Re: CNS colors
Subject: Re: CNS colors
From: David Perrell <email@example.com>
Date: Thu, 08 Feb 1996 09:07:23 -0800
From firstname.lastname@example.org Thu Feb 8 12: 08:21 1996
X-Mailer: Windows Eudora Light Version 1.5.2
At 12:01 PM 2/7/96 +0000, Chris Lilley wrote:
>But you write:
>> and I think CNS is a bad idea.
>which would be fine if you had a technical reason, but you go right
>on to say:
>> Obviously CNS (which I'd never heard of before) is a subset of the HSB
>> (hue-saturation-brightness) color model, widely used and intuitive.
>So you have newver heard of it, have a false idea of what it is, and
>confidently state it is a bad idea...
Actually, "I think" isn't all that confident. My point in mentioning my "credentials" was that if CNS had gained widespread acceptance, I would likely have heard of it. In any case, your message corrected a foolish presumption that CNS was being proposed as the primary method for color spec'ing -- a presumption that changed my hue and prompted me to oversaturate my prose. My thoughts have changed, but I'd still like to address some of your comments.
>Perhaps you should have taken the trouble to find out more about it ;-)
Well, it's a lot easier finding out from you than finding a 14-year-old CG&A. ;-) If the paper were readily available to me I'd certainly read it.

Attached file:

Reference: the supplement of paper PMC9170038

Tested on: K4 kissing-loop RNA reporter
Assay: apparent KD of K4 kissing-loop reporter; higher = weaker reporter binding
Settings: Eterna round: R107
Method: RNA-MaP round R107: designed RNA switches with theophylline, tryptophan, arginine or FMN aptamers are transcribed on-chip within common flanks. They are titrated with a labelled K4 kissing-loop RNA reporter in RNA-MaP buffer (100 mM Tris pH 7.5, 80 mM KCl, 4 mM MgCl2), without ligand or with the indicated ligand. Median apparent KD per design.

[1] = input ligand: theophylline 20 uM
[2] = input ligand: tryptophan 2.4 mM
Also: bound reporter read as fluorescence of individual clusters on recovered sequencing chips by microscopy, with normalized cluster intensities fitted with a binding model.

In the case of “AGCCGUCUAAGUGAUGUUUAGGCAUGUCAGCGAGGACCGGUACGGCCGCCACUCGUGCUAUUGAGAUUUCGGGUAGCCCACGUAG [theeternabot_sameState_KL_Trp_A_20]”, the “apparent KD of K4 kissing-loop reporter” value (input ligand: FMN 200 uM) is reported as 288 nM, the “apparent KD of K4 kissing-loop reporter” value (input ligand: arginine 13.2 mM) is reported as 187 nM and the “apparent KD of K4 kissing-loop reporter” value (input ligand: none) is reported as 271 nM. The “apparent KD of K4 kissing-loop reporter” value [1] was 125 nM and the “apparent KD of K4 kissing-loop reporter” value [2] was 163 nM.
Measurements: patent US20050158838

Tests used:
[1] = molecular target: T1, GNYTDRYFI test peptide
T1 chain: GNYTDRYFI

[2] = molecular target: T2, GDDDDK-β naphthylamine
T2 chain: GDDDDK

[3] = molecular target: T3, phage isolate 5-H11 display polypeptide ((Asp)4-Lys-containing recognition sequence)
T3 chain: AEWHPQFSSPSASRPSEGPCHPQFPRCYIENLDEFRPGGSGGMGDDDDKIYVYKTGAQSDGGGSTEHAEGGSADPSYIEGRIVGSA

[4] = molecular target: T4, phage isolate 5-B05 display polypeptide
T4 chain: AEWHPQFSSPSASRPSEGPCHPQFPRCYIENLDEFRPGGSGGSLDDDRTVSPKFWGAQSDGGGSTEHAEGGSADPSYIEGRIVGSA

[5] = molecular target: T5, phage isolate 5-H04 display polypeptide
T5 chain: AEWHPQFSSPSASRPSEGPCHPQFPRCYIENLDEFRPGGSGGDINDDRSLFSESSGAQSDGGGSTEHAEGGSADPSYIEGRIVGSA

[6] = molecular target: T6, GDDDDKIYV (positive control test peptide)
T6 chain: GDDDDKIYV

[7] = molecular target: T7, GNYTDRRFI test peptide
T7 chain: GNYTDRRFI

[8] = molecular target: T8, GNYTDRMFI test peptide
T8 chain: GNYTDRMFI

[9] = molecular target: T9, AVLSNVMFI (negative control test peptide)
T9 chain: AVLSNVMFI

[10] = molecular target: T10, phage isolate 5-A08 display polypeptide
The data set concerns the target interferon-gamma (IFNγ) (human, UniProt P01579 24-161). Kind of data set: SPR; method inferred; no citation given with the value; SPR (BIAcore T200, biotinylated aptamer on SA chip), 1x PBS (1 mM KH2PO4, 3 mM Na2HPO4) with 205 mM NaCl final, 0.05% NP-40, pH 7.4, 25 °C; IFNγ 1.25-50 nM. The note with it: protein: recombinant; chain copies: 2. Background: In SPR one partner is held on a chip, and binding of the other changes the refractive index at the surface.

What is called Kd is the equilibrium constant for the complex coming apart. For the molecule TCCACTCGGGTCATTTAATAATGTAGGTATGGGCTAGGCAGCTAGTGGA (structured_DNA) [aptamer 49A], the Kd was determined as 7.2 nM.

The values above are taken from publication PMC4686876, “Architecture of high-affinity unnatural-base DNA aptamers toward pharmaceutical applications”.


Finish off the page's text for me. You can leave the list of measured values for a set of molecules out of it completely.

>In particular, it has nothing to do with HLS, HSB and suchlike polar
>representations of RGB (which are, in usability studies, often shown to
>be *not* very intuitive).
As described in Hakon Lie's message, CNS colors are distinguished by hue, saturation and lightness. To me, a conceptual relationship to HSB, HLS, and Munsell is implicit.
>I am sure you are also aware that many of the Pantone spot
>colours are not withing the gamut of most RGB monitors.
>TOYO is not "based on HSB" to the best of my knowledge.
I believe it's an evenly spaced range of hues, with evenly spaced saturations of each.
>Monitors do not use the CMYK colour model.
A technological challenge, to be sure. (Point four guns backwards and suck spectrum from a white screen?)
I was trying to make the point that 627 colors don't adequately address the capabilies of either print or display.
>HSB is a spectacularly bad idea as it is non intuitive. It claims for
>example that yellow (RGB 00FFFF) and blue (RGB 00FFFF) have the same
>"brightness" which is clearly false.
I see your point, but isn't a fully-saturated yellow brighter (lighter) than a fully-saturated blue (RGB 0000FF)? With CNS, would "medium vivid blue" be as bright as "medium vivid yellow"?
>The overall concept of a polar model (as used for example by Munsell,
>OSA, Itten, NCS, CIE LCH and so on is fine. The particular
>implementation in HSB is not.
Then I will champion this model no more forever.
>The broadcast industry uses LUV, not LAB
Is it still YIQ for NTSC?
>Indeed, the reason I suggested CNS is that it may be unambiguously
>related to CIE colour spaces.
Sounds good. I'd still argue it should index a finer-resolution color specification. And still wonder how many of those usenet complainers will be hand-coding color a year or two hence.
Apologies for my inaccuracies. Thanks for your corrections and clarification.
Hearn/Perrell Art Associates
Presentation graphics & animation
Photo retouch & enhancement